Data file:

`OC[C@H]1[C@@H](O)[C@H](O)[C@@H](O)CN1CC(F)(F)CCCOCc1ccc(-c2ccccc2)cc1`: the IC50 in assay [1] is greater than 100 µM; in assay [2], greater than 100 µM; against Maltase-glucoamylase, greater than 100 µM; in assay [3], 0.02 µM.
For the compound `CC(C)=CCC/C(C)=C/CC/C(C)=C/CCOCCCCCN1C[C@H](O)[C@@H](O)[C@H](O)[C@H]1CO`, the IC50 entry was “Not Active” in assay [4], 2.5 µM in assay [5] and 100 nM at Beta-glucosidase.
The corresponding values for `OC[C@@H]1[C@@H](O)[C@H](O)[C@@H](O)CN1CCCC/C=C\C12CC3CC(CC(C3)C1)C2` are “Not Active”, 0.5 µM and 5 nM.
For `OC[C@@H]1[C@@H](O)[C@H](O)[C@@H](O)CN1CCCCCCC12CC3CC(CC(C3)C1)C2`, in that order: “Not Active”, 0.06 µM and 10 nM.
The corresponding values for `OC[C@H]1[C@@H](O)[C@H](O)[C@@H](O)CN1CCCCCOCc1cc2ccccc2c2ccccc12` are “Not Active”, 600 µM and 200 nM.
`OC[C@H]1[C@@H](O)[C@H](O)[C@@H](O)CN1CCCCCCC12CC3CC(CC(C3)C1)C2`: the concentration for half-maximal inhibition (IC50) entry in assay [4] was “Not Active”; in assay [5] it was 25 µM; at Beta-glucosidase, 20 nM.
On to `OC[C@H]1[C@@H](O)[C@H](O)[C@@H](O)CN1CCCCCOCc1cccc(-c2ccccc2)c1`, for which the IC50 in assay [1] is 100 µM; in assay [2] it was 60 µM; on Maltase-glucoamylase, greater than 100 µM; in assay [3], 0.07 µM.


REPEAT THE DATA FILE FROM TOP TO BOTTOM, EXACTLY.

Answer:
`OC[C@H]1[C@@H](O)[C@H](O)[C@@H](O)CN1CC(F)(F)CCCOCc1ccc(-c2ccccc2)cc1`: the IC50 in assay [1] is greater than 100 µM; in assay [2], greater than 100 µM; against Maltase-glucoamylase, greater than 100 µM; in assay [3], 0.02 µM.
For the compound `CC(C)=CCC/C(C)=C/CC/C(C)=C/CCOCCCCCN1C[C@H](O)[C@@H](O)[C@H](O)[C@H]1CO`, the IC50 entry was “Not Active” in assay [4], 2.5 µM in assay [5] and 100 nM at Beta-glucosidase.
The corresponding values for `OC[C@@H]1[C@@H](O)[C@H](O)[C@@H](O)CN1CCCC/C=C\C12CC3CC(CC(C3)C1)C2` are “Not Active”, 0.5 µM and 5 nM.
For `OC[C@@H]1[C@@H](O)[C@H](O)[C@@H](O)CN1CCCCCCC12CC3CC(CC(C3)C1)C2`, in that order: “Not Active”, 0.06 µM and 10 nM.
The corresponding values for `OC[C@H]1[C@@H](O)[C@H](O)[C@@H](O)CN1CCCCCOCc1cc2ccccc2c2ccccc12` are “Not Active”, 600 µM and 200 nM.
`OC[C@H]1[C@@H](O)[C@H](O)[C@@H](O)CN1CCCCCCC12CC3CC(CC(C3)C1)C2`: the concentration for half-maximal inhibition (IC50) entry in assay [4] was “Not Active”; in assay [5] it was 25 µM; at Beta-glucosidase, 20 nM.
On to `OC[C@H]1[C@@H](O)[C@H](O)[C@@H](O)CN1CCCCCOCc1cccc(-c2ccccc2)c1`, for which the IC50 in assay [1] is 100 µM; in assay [2] it was 60 µM; on Maltase-glucoamylase, greater than 100 µM; in assay [3], 0.07 µM.